When In Doubt, Blame Healthcare
November 26, 2012
I spent the early years of my career working with a large number of retailers, often distressed retailers. Every quarter, as they presented their results, they were always looking for something (anything?) to explain declines other than the fact that their business was broken. There was one fewer Saturday. Seven more rainy days. The calendar – and the weather – became a company’s best friends in the proverbial “blame game.”
Today, the game hasn’t changed much – but these friends have. Now, it seems the new trend is to blame healthcare for all that ails your business. Papa John’s cites healthcare for an increase in prices and a reduction in workforce. Opponents of Obamacare blame it for the national unemployment rate. Hostess and its major union’s dangerous game of corporate “chicken” began over a proposal to increase employees’ out-of-pocket costs for healthcare. The Verizon strike began the same way.
Don’t get me wrong – healthcare is a massive expense for employers. It has legitimate implications for financial results, and even product pricing. But proactively addressing costs – rather than blaming them – is something responsible leaders and employers must do if they want their businesses to remain
Part of the problem is the changing shift in attitudes of Americans about the role of healthcare in general. My parents’ generation viewed healthcare as protection from catastrophic illness. They were covered under traditional indemnity plans, and expected to pay a deductible and 20 percent of the costs on top of that. Then came managed care, and the notion of covering preventative and wellness care in order to reduce the incidents of catastrophic or chronic illness. The unfortunate side effect: Americans now expect a CAT scan to cost them less than a haircut. That’s just not realistic – and companies, both the health care providers and the employers themselves – can do a better job of setting expectations.
An interesting side effect: as the “blame healthcare” movement heats up, time will tell if it impacts insurers in a more dramatic way. Sure, there are always discussions about insurers being too profitable at a time when so many struggle to afford insurance at all. But as publicly traded companies, they have a primary responsibility to their investors to make a profit (which is why some in related businesses, like Nationwide Auto Insurance, even tout their privately held status as better for policy holders). So as the blame game intensifies, the insurers, many of whom boast market caps measured in billions, may be the next target.
Occupy healthcare, anyone?
Mission Critical: No Better Time to Get Naked
November 14, 2012
Storytelling is the foundation for every corporate public relations program. I spend a lot of time working with companies on developing and refining their core stories – or what we refer to as a company’s “master narrative.” Like all great stories, there needs to be a centrally defined focus – a purpose that brings together the main characters and the plot and makes the story all worth telling. The business equivalent is a company’s mission, the articulation of why an organization exists.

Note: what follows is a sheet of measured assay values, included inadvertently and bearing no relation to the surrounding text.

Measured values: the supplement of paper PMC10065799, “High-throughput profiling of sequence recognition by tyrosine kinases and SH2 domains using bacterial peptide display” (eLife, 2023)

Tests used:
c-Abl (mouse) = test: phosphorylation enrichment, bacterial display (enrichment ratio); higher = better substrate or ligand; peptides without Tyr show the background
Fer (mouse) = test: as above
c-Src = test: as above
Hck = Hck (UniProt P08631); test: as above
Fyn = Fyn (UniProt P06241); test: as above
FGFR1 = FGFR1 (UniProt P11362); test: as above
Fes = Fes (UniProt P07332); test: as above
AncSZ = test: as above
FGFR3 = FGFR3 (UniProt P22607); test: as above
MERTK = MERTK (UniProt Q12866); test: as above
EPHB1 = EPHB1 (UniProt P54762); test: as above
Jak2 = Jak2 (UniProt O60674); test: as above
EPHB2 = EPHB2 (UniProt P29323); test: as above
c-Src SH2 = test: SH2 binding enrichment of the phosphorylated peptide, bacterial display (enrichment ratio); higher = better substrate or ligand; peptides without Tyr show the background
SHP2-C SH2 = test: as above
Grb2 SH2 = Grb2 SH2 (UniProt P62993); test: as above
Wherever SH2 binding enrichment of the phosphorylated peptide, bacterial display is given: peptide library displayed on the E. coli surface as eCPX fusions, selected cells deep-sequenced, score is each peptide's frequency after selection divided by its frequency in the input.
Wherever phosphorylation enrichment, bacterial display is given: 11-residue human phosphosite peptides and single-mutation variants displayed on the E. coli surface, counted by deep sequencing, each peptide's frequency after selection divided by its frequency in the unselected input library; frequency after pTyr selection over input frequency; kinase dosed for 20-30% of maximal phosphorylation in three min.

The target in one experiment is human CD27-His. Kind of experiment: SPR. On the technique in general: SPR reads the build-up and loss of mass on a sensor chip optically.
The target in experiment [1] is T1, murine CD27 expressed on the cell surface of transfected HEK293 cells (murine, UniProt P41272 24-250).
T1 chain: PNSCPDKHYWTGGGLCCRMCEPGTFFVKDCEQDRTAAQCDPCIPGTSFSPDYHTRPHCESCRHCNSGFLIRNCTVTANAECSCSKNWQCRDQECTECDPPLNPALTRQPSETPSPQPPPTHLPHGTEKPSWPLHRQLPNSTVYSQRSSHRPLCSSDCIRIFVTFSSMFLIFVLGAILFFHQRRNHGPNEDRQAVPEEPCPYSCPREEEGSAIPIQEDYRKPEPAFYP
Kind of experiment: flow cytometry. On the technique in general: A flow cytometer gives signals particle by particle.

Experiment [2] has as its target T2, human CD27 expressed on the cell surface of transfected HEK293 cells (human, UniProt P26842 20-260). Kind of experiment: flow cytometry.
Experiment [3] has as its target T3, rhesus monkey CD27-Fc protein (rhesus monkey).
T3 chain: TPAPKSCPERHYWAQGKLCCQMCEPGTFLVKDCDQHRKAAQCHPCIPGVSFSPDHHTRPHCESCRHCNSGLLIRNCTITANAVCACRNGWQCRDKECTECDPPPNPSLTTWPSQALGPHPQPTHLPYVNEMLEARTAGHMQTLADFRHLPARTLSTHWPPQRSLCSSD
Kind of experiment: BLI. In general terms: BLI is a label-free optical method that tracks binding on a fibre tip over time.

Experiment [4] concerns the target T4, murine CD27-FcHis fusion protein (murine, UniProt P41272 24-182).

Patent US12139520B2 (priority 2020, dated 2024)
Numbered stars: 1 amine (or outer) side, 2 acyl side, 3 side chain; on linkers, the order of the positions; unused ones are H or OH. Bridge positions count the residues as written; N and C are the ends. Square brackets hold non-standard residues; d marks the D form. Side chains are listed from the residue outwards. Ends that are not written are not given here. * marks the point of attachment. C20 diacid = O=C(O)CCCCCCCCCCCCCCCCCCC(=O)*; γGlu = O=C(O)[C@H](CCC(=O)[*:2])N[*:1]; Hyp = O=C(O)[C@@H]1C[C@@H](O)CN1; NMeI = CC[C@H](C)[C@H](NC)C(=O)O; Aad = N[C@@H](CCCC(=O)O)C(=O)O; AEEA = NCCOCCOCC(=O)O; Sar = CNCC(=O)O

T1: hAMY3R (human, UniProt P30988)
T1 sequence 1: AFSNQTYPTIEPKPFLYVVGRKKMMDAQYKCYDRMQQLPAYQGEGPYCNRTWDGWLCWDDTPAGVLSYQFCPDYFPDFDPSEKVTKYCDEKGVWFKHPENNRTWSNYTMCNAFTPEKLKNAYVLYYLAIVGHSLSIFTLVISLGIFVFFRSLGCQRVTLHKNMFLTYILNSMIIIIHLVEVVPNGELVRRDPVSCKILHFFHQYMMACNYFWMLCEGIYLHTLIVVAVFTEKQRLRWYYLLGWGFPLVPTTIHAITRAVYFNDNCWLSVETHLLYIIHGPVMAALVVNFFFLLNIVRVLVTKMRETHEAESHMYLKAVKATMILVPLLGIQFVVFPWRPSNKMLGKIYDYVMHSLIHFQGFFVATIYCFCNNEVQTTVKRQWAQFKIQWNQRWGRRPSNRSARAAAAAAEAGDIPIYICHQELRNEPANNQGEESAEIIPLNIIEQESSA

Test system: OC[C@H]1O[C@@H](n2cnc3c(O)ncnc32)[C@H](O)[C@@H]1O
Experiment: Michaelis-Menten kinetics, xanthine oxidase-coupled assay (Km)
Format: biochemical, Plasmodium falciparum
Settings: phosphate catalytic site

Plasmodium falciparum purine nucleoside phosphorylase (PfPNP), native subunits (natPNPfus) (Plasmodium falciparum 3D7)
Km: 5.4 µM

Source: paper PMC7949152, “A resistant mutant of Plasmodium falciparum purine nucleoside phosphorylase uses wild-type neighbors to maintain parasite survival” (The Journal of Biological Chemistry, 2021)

At a time when many corporate leaders are battling extreme global competition, evolving regulation and consolidation, articulating why the company is in business should be the easy part, right? Wrong. Surprisingly, I have found that the single biggest stumbling block executives have when thinking about their companies is agreeing on the very essence of what they do and why. Many have the most trouble getting back to the basics and stripping away superfluous language that can water down or even distort the mission.
So who is getting it right? Take a look at a few of my favorites:
Zappos: “Wow” philosophy “to provide the best customer service possible.”
JetBlue: “Bring humanity back to air travel”
Starbucks: “To inspire and nurture the human spirit – one person, one cup and one neighborhood at a time.”
McDonald’s: “To be our customers’ favorite place and way to eat.”
I list four very different businesses and four very different missions, yet they all have one thing in common: they get at the very essence of why they are in business, simply and cleanly. You don’t need a PhD to understand what they do, who they do it for and why they do it. You immediately get why their people come to work every day and while it’s not to cure cancer, abolish poverty or another of the world’s intractable problems, they are inspiring in their own right.
And why should a company care? Mission statements have been directly linked to greater returns on investment, and return on equity has been found to be more than double in companies with a written mission statement.
Telling your company’s story with a strong mission at the core has the ability to rally employees, inspire customers and keep the company on track when it verges on losing its way. When thinking about your own business, remember that a mission statement is more than words on paper, and often what’s not there is even more telling. Less can be more. Go ahead and bare all!